Fun or memorable BSA experience or highlight: A memorable experience for me was a night of studying, surprisingly. It was in my first year here and I was at the library studying for a test with a couple of my classmates and we just had to take a break and started joking around and having a good time, they are now some of my good friends and we all support each other. Coming to a new school in a new city can be scary but finding good friends in your classmates makes this experience, this town, and this time that much more wonderful.

photo of Mercy Kehinde-Ige

Mercy Kehinde-Ige

  • Secretary

Graduate Program: Biochemistry & Cancer Biology

What is your research area ?  My research focuses on utilizing genomic and bioinformatic tools to understand and improve engineered T cells for cancer immunotherapy.

What does leadership mean to you?  Leadership is a willingness to serve and advocate for others.

Why did you seek a leadership position in the BSA?  I think that a leadership role in the BSA gives me an opportunity to serve my peers, while helping with self-development.

Fun or memorable BSA experience or highlight: Through the first-year mentorship program, BSA matched me with an amazing student mentor that has been very helpful in connecting me with opportunities and helping me navigate my first year experience.

photo of Sam Melnyk

Sam Melnyk

  • Treasurer

Graduate Program: Physiology

What is your research area?  I study mechanisms involved in corneal wound healing. More specifically I'm interested in how epigenetic factors are involved in delayed wound healing in diabetics and finding potential treatments to speed up the wound healing process.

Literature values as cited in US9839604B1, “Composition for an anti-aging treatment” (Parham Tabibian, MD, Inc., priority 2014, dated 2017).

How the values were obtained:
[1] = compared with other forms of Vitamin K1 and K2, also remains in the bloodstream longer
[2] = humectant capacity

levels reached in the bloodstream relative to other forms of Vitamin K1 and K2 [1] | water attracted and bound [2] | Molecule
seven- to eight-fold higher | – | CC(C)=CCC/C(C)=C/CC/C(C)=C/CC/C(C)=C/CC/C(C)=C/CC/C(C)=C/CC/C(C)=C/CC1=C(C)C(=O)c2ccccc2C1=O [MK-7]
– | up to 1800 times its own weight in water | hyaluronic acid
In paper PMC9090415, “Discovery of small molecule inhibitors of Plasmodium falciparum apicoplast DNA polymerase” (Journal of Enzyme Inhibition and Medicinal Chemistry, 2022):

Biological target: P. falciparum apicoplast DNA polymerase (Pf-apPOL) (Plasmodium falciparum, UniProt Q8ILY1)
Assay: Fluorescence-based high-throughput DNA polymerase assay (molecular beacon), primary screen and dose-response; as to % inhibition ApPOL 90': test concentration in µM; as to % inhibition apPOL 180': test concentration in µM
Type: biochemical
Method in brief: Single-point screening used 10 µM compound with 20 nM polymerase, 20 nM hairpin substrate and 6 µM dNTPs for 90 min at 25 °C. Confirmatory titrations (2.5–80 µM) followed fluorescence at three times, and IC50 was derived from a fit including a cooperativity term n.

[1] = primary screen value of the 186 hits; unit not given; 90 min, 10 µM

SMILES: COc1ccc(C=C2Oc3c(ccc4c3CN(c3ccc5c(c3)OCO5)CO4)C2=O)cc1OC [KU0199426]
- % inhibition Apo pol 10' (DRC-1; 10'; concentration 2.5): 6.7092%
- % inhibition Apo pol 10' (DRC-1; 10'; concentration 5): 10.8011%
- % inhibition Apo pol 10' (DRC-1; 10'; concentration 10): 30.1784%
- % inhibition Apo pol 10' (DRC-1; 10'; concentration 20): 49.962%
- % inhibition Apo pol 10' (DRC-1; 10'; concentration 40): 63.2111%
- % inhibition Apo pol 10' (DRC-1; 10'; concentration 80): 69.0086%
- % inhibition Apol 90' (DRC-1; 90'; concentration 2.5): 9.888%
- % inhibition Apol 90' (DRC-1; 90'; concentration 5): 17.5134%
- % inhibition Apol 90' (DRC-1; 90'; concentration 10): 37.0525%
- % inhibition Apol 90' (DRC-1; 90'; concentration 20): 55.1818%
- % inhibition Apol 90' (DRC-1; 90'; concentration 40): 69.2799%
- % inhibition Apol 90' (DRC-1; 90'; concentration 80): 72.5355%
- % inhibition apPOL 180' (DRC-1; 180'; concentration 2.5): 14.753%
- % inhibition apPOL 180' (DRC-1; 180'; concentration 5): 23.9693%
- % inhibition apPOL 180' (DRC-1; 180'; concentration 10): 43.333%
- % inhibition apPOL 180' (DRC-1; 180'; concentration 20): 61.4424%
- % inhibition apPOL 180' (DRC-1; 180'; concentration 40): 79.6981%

What does leadership mean to you? Leadership to me means to lead by example and help others achieve a common goal.

What are your leadership goals for BSA in your role? As treasurer, the obvious goal is to make sure the accounts are balanced and that the funds we have are used properly for the betterment of the BSA and others. I also plan to help with ideas for activities and events that the BSA can do.

Fun or memorable BSA experience or highlight: Through the first-year mentorship program, BSA matched me with an amazing student mentor that has been very helpful in connecting me with opportunities and helping me navigate my first year experience.

photo of Drew Speese

Drew Speese

  • Social Chair

Graduate Program: Vascular Biology

What is your research area?  Obesity-related cardiometabolic dysfunction.

What does leadership mean to you?  Setting a good example and facilitating progress.

What are your leadership goals for BSA in your role? As a newly elected BSA officer, I am excited to gain valuable community service experience. 

Fun or memorable AU experience or highlight: Some memorable Augusta University Graduate School moments where when I had the opportunity to travel to Philadelphia and to Budapest, Hungary to present my research. 

photo of Elisabeth Mellott

Elisabeth Mellott

  • Humanitarian

Graduate Program: Physiology

What is your research area ? My research focuses on expanding the knowledge in the pregnancy field on preeclampsia, a cardiovascular disease that arises mid-gestation. Specifically, I'm working on elucidating the mechanisms the placenta activates that worsen the symptoms of preeclampsia and the difficulties in treatment options.  

What does leadership mean to you? I always have seen some form of service from the people around me and those in leadership roles who genuinely inspire. "Service is the rent you pay for room on this earth," spoken by Shirley Chisholm and I like to apply to any situation. The best way to ensure you are providing for those you lead for and those you work under is by serving

What did you want to accomplish as the Humanitarian of the BSA and what has been accomplished so far? There has been a precedent of expanding BSA's role on campus and in the community by lending volunteer hours to different local efforts and I want to continue that ideology to include more projects that our students want to get involved in. I hope to provide different opportunities to highlight needs in our diverse community that include our international students' needs, those from other states, and still pour into Augusta.